ELEPHANT – Ramin Djawadi

April 21, 2020 3 comments

Original Review by Jonathan Broxton

Elephant is the latest feature film from Disney Nature, the subsidiary of the mouse house dedicated to making wildlife-themed documentaries, and whose previous works have included Chimpanzee, African Cats, and Bears. Although I understand that their heart is in the right place, these Disney docs pale considerably when compared to the efforts of the BBC Natural History Unit, and I especially have a pet peeve about how the filmmakers force a narrative onto the animals’ lives, and anthropomorphize them to make them more dramatically persuasive. In Elephants, for example, the ‘story’ follows a herd of elephants “led by their great matriarch Gaia and her younger sister Shani, who has helped keep their family safe. Shani has also been raising her spirited son Jomo, a very energetic young elephant who just wants to play”. How do they know the older elephant is named Gaia? How do they know the young elephant is called Jomo? These are wild elephants. They don’t have human names. The animal kingdom is intense and dramatic already, and doesn’t need to be dressed up and dumbed down with cutesy names and false constructed narratives to be compelling to audiences. Anyway, despite this, the stories have been fairly popular, and Elephants has an added level of public interest due to the fact that it is narrated by Meghan Markle, and is her first media project since she married Prince Harry and became the Duchess of Sussex. Read more…


April 20, 2020 Leave a comment


Original Review by Craig Lysy

The dawning of the new age of film with dialogue and music had arrived and Universal Studio executives decided to explore a remake of their 1923 production of The Hunchback of Notre Dame. A favorable fan poll in 1936 added impetus to the endeavor, but the studio was never able to assemble the lead actors to launch the project and so sold the film rights to MGM, which in turn sold them to RKO. RKO was committed to the project and built a massive recreation of Paris and the cathedral on their ranch in the San Fernando Valley outside Los Angeles. Pedro Berman was hired to produce the film and provided a massive budget of $1.8 million. William Dieterle was given the reigns to direct the film, which would again be adapted from Victor Hugo’s famous 1831 novel Sonya Levien and Bruno Frank provided the screenplay and a fine cast was assembled, which included Charles Laughton as Quasimodo, Sir Cedric Hardwicke as Jehan Frollo, Thomas Mitchell as Clopin, Maureen O’Hara in her screen debut as Esmeralda, Edmund O’Brien as Pierre Gringoire, Walter Hampden as Archbishop Claude Frollo, and Harry Davenport as King Louis XI of France. Read more…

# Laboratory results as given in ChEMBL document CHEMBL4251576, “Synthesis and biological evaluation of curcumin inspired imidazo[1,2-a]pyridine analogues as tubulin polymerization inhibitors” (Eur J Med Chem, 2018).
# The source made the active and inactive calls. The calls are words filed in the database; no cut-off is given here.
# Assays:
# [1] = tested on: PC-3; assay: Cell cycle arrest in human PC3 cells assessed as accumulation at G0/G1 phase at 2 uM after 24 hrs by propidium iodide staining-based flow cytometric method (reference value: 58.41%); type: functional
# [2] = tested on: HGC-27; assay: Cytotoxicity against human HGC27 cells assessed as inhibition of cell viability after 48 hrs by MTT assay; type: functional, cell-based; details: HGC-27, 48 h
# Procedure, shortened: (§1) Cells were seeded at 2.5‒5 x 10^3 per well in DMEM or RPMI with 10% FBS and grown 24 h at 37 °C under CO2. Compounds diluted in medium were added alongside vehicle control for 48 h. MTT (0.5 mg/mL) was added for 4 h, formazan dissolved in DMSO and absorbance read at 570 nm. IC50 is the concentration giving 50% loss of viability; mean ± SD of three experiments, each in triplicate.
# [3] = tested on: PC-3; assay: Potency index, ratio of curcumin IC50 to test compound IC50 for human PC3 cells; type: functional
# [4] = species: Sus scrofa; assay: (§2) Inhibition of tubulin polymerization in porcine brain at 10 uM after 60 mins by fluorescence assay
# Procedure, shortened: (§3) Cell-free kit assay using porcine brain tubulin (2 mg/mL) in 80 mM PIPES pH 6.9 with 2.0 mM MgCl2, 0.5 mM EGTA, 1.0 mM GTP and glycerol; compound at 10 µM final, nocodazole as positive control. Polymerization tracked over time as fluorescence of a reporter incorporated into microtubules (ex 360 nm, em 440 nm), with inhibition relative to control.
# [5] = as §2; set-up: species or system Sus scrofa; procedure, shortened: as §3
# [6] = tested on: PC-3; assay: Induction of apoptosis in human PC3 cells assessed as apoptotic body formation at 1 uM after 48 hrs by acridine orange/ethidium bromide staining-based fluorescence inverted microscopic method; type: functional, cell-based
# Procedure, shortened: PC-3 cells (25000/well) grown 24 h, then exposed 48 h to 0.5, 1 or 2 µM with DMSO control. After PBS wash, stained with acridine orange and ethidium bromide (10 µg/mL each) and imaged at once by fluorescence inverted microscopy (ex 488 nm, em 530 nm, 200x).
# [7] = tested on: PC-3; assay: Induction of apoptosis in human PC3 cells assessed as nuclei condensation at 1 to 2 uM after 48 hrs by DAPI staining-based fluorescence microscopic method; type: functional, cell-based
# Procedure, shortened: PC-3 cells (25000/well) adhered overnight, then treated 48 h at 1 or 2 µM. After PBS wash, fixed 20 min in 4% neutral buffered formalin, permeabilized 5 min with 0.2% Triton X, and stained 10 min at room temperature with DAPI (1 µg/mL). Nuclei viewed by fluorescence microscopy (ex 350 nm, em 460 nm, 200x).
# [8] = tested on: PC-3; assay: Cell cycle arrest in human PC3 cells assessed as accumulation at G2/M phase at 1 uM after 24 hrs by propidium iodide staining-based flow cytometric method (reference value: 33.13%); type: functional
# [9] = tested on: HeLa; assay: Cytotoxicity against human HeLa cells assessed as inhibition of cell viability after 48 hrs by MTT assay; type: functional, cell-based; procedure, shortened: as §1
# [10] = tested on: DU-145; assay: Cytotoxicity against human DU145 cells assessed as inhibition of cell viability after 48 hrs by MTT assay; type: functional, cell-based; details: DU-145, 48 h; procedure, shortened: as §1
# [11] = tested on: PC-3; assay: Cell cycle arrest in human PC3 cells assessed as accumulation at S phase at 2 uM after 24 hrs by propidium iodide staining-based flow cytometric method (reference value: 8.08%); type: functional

April 17, 2020 Leave a comment

Over the past decade or so, Alexandre Desplat has cemented his status amongst the world’s most respected film composers with a series of scores for major studio films in the United States. He has been nominated for eleven Academy Awards – for The Queen (2006), The Curious Case of Benjamin Button (2008), Fantastic Mr. Fox (2009), The King’s Speech (2010), Argo (2012), Philomena (2013), The Imitation Game (2014), The Grand Budapest Hotel (2014), The Shape of Water (2017), Isle of Dogs (2018), and Little Women (2019) – winning twice. However, much of his early work in his native France remains relatively unknown to wider audiences – something this article intends to rectify!

In this second installment of Alexandre Desplat: En Français, we take a look at seven scores Desplat wrote during the second half of the 1990s, immediately prior to his international breakthrough – The Luzhin Defence, from September 2000. Read more…